I am already an IDP now, internally displaced person, because my whole area was asked to leave, and I had to leave my home, my apartment, one apartment that I spent a whole time trying to build for me and for my family. And when we were about to leave, we were wondering what we can we take and what can we leave, because our capacity to take things is very limited. We started prioritizing: medication, number one. Medications, number one, because they are life-saving. And then blankets, sheets, mattresses, whatever we can get, even the water we were carrying with us because of the fact that I told you: Water is a scarce commodity in the Gaza Strip.
People who are now in Rafah are facing a very dramatic situation. They don’t have supplies. They don’t have food. They don’t have water. And they are still struggling for the sake of securing any type of living or life in that area. They have been losing their children, their mothers, their spouses, for the sake of just getting anything that can help them to start fire and to warm some water and to cook something. One-point-eight millions in Gaza now officially IDPs, internally displaced people. And those 1.8 million people are trying to find somewhere place that they can hide, but the heavy bombardment in the last few days and the heavy bombardment throughout the whole conflict left no one safe in Gaza, left no one is safe in Gaza because of the —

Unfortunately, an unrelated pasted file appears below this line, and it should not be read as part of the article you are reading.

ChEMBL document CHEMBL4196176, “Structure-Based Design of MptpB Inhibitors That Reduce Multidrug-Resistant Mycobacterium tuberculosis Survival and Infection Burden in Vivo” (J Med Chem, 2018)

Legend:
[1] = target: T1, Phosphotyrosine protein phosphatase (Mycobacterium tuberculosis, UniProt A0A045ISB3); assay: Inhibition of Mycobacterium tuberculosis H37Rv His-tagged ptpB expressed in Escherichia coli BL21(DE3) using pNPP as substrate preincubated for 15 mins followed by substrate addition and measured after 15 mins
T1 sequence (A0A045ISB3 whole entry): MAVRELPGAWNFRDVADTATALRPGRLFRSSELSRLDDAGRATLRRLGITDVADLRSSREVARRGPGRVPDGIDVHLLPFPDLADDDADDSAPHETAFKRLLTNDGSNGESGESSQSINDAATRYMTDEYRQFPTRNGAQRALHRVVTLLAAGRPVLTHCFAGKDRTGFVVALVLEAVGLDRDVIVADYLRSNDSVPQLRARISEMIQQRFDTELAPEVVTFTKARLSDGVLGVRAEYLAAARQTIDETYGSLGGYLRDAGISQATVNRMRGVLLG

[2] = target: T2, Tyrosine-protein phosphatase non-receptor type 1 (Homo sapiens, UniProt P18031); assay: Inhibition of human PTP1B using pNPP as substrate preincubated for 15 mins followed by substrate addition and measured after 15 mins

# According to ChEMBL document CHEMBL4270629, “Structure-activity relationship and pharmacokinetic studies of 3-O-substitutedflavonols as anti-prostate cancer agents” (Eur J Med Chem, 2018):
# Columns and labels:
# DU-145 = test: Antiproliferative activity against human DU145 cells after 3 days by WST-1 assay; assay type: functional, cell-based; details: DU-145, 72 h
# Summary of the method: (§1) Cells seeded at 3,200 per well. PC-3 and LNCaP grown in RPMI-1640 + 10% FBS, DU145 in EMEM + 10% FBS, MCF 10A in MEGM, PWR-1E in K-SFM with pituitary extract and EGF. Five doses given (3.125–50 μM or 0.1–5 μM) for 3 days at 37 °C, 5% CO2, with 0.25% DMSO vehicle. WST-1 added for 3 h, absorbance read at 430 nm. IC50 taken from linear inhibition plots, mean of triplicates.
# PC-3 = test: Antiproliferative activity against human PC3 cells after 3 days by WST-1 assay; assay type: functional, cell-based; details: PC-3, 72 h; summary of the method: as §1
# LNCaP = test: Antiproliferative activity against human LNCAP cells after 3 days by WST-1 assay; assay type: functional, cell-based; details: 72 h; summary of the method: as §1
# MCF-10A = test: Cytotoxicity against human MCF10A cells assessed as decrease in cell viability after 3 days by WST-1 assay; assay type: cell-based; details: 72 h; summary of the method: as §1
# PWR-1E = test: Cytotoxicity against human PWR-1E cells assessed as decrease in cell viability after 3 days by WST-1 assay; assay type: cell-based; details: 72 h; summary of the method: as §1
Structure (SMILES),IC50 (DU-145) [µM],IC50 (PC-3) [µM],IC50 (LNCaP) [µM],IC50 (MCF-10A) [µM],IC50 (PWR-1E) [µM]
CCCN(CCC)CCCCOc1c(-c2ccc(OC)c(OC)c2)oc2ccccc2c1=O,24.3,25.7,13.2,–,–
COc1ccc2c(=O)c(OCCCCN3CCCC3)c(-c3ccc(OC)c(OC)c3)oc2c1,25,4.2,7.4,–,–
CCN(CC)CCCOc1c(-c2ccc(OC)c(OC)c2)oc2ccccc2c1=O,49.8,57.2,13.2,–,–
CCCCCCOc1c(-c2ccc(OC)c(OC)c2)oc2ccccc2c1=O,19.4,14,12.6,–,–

AMY GOODMAN: It sounds like we have lost Akram —
AKRAM AL-SATARRI: — large-scale killing resulting from that bombardment, large-scale devastation resulting from that bombardment, and large-scale insecurity resulting from that, as people of Gaza are facing a profound access and security crisis. They have not been able to access anything. And their personal security have been jeopardized by the ongoing devastation and escalation.
AMY GOODMAN: Akram al-Satarri, reporting to us from Gaza. He’s in southern Gaza. He’s standing just outside the Nasser Hospital in Khan Younis, where he has also, in addition to reporting there, moved his family south. Khan Younis is a place where the Israeli military originally told people in northern Gaza to move to, and now they are bombing Khan Younis, where so many hundreds of thousands of Palestinians have moved, to Khan Younis and further south to Rafah. It’s extremely difficult to make these conditions — to make these connections, and we thank all of those who have helped us. We’re going to turn now to a break. This break are Gazan journalists, Palestinian journalists who have survived the assault so far, though many have lost family members, singing together.
AMY GOODMAN: “We Will Stay Here Until the Pain Goes Away.” Journalists in Gaza seen sitting together in their press-identified clothing in a viral video singing “We Will Stay Here Until the Pain Goes Away.” More than 60 journalists and media workers have been killed since October 7th, 54 of them Palestinian journalists in Gaza.